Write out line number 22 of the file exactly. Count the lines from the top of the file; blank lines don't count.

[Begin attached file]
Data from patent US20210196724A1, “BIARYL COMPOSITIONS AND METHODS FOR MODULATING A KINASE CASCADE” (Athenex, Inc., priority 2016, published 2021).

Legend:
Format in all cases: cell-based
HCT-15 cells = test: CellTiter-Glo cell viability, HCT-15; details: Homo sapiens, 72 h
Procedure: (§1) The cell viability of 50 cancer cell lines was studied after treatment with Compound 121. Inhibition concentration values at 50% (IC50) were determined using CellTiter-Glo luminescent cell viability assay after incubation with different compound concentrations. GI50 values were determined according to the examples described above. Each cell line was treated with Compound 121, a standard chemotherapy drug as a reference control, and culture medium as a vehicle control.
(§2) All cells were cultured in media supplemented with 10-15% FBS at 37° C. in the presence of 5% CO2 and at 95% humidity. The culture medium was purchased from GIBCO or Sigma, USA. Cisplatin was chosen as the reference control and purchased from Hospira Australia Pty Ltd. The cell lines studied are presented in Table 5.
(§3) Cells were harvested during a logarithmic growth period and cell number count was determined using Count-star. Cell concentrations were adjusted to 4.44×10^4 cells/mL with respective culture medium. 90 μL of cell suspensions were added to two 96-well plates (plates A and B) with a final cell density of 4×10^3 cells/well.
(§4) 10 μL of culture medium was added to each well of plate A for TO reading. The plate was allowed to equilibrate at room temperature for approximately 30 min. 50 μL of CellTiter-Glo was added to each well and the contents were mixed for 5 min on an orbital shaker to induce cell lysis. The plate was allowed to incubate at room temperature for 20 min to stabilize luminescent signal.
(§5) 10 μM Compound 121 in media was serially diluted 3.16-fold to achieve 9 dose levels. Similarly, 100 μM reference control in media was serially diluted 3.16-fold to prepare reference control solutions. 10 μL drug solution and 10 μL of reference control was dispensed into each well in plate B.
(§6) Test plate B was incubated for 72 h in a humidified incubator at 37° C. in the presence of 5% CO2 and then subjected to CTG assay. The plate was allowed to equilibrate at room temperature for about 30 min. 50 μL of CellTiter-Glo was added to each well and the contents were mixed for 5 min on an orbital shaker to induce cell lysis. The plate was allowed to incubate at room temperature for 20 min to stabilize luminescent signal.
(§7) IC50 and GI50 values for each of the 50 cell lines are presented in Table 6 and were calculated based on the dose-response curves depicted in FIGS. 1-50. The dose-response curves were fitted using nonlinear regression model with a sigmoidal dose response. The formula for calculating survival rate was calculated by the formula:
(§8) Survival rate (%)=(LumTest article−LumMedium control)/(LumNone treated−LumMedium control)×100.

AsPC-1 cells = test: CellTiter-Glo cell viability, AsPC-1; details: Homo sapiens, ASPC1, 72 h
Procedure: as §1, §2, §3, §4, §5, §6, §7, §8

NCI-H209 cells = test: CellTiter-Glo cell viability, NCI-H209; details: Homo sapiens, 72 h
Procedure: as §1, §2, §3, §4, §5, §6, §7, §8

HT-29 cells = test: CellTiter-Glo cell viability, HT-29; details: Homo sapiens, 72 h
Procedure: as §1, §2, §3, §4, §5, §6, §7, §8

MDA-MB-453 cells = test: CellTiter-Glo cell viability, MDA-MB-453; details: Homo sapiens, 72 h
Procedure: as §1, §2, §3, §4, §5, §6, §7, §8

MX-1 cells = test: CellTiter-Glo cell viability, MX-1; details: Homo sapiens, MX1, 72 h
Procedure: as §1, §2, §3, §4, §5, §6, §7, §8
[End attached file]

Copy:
Procedure: as §1, §2, §3, §4, §5, §6, §7, §8